The Pirate Queen Who Avenged Her Husband’s Death on the High Seas
After the King of France beheaded a nobleman on questionable charges, his devastated widow transformed into “the Lioness of Brittany” and spent the next decade exacting her revenge.
When Olivier IV de Clisson was convicted of betraying France by spying for England, his punishment was swift and severe: Off with his head. But the stern-faced King Philippe VI felt execution alone was not sufficient to get his message across. So he ordered Olivier’s decapitated head to be sent from Paris and placed atop a gate in Nantes, near the disgraced nobleman’s home.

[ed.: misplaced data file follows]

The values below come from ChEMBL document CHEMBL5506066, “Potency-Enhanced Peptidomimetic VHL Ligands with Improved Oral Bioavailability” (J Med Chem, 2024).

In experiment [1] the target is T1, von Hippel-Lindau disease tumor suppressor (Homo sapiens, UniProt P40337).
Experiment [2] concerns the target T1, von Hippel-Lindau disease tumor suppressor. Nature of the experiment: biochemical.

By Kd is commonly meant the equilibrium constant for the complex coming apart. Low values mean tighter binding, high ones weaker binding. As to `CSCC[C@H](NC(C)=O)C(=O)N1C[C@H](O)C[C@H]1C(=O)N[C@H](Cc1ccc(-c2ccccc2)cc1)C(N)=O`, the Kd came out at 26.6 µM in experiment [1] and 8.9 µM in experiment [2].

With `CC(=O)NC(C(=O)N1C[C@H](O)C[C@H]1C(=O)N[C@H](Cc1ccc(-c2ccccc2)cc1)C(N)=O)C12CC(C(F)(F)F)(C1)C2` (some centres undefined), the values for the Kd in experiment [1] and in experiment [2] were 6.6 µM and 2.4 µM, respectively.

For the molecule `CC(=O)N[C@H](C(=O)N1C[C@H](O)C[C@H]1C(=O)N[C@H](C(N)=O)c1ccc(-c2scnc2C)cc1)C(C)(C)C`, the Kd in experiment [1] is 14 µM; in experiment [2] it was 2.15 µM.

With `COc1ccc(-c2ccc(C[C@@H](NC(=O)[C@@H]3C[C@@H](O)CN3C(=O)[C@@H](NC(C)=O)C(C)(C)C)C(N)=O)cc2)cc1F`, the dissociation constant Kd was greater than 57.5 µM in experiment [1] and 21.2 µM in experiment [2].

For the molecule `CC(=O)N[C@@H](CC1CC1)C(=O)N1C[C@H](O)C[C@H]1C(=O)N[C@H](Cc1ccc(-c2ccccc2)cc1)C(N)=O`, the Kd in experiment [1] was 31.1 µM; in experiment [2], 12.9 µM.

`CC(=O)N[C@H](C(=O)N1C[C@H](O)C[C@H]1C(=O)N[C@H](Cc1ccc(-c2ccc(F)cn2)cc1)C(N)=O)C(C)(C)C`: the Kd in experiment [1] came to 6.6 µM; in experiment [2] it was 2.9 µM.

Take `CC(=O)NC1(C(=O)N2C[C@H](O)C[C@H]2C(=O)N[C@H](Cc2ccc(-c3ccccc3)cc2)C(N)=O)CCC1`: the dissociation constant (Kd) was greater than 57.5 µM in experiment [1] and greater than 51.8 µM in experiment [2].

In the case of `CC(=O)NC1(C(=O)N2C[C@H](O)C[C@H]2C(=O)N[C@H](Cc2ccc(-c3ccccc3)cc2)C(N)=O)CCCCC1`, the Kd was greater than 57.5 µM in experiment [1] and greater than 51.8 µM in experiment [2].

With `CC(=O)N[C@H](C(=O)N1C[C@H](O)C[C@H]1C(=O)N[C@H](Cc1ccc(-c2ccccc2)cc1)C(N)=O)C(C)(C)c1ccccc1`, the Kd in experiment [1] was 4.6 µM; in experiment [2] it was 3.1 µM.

The execution was the coda to a contentious episode during the War of the Breton Succession. When the heirless Duke of Brittany died in 1341, both the French and English had laid claim to his lands in northwestern France. Olivier, a wealthy Frenchman with pale white skin and long brown hair, was entrusted with protecting France’s honor and leading the army as a commander. But when the key city of Vannes fell into the hands of the English, Olivier was accused of not fighting valiantly enough for the French.
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